West Little Rock is ok, but the development patterns there are very 1980s. Good demographics, but ugly strip-malls for the most part.

Downtown Little Rock is cool, but the restaurant scene is lacking, and the bar scene seems very touristy. I'd put downtown Bentonville's selection of restaurants up against LR, and its a town of 50k (albeit a powerhouse in tems of high-paying jobs and transplants).

LR's metro is spread out over 6 counties, whereas NWA is 3. There are well over 500k people in two counties here, relatively close together, where LR "metro" population includes things as far flung as Benton and Conway and Cabot. It's nearly 50 miles between Conway and Benton. It's not much further from Fayetteville to Ft. Smith, which is its own little metro of around 300k.
At some point we're just splitting hairs.
It really just comes down to whether you like a small city or a college town with other suburban-ish towns nearby. I happen to like the "city" feel of Little Rock.
It may be spread out over 5 counties, but almost everything Little Rock has to offer is in Pulaski county, and even then mostly within the city limits of Little Rock and North Little Rock. Hardly anyone does much regular travel between Benton and Cabot. The suburbs generally gravitate towards the city for things to do, not among each other like NWA. One of my biggest complaints about NWA is that it isn't centralized in any way. People are likely to travel that 40 mile spread more regularly than suburbanites around Little Rock.
But, it's all in what you like. NWA has developed in such a way that I don't think it could ever appeal to me, especially with all the other options in this country. If I wanted that type of environment, no way would I consider Northwest Arkansas. There are plenty of places with much better weather for outdoors.
Of course plenty of people like it, that's their perogative.
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Old 02-04-2020, 05:55 AM
 
Location: Bella Vista, Ark
74,380 posts, read 86,771,421 times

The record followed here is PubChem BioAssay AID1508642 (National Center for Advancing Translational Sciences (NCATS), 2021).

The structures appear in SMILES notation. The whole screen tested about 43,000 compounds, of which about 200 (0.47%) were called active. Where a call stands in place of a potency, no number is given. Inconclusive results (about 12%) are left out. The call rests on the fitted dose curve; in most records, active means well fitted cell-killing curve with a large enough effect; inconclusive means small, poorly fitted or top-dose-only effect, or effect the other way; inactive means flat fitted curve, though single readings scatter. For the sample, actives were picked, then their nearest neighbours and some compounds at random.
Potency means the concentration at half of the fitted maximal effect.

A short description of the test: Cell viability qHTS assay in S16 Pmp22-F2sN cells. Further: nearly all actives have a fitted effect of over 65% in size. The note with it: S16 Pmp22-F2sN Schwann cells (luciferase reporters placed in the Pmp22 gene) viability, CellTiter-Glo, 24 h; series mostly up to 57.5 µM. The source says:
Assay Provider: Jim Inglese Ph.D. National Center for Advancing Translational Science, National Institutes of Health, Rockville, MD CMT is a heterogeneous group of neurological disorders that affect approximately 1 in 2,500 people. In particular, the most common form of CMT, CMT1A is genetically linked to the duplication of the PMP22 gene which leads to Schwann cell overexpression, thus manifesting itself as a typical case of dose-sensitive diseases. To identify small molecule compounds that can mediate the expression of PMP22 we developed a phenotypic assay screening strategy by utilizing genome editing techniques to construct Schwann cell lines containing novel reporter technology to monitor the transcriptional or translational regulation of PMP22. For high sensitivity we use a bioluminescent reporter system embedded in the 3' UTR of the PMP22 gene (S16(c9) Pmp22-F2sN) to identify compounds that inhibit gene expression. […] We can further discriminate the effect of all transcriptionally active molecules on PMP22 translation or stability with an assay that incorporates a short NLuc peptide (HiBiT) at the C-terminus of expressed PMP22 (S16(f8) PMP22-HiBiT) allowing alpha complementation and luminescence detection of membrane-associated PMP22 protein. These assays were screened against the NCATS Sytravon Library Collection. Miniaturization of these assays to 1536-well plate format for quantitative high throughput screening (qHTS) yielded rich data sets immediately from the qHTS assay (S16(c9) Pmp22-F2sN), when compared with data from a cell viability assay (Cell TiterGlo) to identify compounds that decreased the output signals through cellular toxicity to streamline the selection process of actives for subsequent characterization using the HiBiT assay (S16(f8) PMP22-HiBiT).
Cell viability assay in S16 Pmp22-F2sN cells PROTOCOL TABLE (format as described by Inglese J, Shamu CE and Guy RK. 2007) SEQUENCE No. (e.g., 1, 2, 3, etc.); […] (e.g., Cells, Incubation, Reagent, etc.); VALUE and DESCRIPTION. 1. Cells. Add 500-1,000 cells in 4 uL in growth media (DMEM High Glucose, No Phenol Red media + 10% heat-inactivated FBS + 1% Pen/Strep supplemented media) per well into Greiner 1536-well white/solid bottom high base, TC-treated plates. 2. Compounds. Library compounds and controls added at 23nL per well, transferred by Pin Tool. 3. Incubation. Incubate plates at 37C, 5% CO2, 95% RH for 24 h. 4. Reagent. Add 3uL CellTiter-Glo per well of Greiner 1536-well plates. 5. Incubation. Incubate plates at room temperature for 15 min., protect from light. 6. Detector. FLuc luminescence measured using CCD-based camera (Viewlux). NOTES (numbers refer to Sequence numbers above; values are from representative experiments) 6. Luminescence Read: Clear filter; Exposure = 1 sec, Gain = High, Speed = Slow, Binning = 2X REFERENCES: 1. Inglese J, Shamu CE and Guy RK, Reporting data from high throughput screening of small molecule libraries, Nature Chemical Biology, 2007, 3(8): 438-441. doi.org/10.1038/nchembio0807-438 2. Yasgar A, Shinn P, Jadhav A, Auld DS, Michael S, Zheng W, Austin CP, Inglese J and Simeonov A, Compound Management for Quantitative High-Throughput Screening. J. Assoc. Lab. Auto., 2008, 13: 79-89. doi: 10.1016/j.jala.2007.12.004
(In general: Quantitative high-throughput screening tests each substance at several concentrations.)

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All I can say has been said before: 1-some people, for whatever reason just simply love to post negatives about NWA. something obviously has turned them off and they will continue.

2-no one is saying there is no humidity: of course there is and yes, the summer can be pretty humid, but the difference is the length of summer, the lower temp than La. and Texas and the cooler nights. NWA reminds me of the summer we lived in No. VA on the DC border.

3-small town verses major cities: this is what makes NWA so special to so many: it is the perfect balance. Because of the 3 or 4 large towns merging together it appears to be one big city if you are traveling along the highway, but within a few minutes you are in the country. It is a perfect mixture of urban and rural combined. I can't think of much anyone would want that does not exist here: decent to very good medical facilities, including a new campus just completed about a year ago that is an extension of Children's hospital in Little Rock: almost any type of food anyone would want; specialty shopping, great entertainment, wonderful outdoor activities including bike and hiking trails, as well as fishing and hunting and all within 30 minutes to an hour from wherever you live: diversity with people from all over the world, due, primarily to Walmart headquarters.